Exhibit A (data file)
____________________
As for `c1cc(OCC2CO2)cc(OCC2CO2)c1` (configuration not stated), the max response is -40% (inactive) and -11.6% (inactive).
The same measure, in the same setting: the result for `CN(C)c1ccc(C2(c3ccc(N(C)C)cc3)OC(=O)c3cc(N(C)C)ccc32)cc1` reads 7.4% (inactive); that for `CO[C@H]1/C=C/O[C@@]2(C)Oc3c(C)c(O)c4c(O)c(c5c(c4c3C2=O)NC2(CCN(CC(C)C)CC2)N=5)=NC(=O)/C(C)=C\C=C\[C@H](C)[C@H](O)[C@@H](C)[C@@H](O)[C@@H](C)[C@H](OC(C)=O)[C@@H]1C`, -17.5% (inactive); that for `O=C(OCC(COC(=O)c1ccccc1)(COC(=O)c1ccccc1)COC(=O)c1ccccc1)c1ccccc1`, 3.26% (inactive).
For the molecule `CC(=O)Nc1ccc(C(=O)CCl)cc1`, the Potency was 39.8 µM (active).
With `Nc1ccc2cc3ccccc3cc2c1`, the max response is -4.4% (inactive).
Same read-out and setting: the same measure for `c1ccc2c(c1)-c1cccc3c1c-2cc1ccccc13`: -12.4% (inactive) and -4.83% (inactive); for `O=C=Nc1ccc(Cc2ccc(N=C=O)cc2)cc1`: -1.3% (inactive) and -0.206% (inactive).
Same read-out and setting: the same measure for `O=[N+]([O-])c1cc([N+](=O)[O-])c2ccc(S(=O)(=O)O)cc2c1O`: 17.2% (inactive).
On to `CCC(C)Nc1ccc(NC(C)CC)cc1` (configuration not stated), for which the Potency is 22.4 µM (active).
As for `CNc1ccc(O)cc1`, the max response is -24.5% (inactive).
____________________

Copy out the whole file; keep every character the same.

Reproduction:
As for `c1cc(OCC2CO2)cc(OCC2CO2)c1` (configuration not stated), the max response is -40% (inactive) and -11.6% (inactive).
The same measure, in the same setting: the result for `CN(C)c1ccc(C2(c3ccc(N(C)C)cc3)OC(=O)c3cc(N(C)C)ccc32)cc1` reads 7.4% (inactive); that for `CO[C@H]1/C=C/O[C@@]2(C)Oc3c(C)c(O)c4c(O)c(c5c(c4c3C2=O)NC2(CCN(CC(C)C)CC2)N=5)=NC(=O)/C(C)=C\C=C\[C@H](C)[C@H](O)[C@@H](C)[C@@H](O)[C@@H](C)[C@H](OC(C)=O)[C@@H]1C`, -17.5% (inactive); that for `O=C(OCC(COC(=O)c1ccccc1)(COC(=O)c1ccccc1)COC(=O)c1ccccc1)c1ccccc1`, 3.26% (inactive).
For the molecule `CC(=O)Nc1ccc(C(=O)CCl)cc1`, the Potency was 39.8 µM (active).
With `Nc1ccc2cc3ccccc3cc2c1`, the max response is -4.4% (inactive).
Same read-out and setting: the same measure for `c1ccc2c(c1)-c1cccc3c1c-2cc1ccccc13`: -12.4% (inactive) and -4.83% (inactive); for `O=C=Nc1ccc(Cc2ccc(N=C=O)cc2)cc1`: -1.3% (inactive) and -0.206% (inactive).
Same read-out and setting: the same measure for `O=[N+]([O-])c1cc([N+](=O)[O-])c2ccc(S(=O)(=O)O)cc2c1O`: 17.2% (inactive).
On to `CCC(C)Nc1ccc(NC(C)CC)cc1` (configuration not stated), for which the Potency is 22.4 µM (active).
As for `CNc1ccc(O)cc1`, the max response is -24.5% (inactive).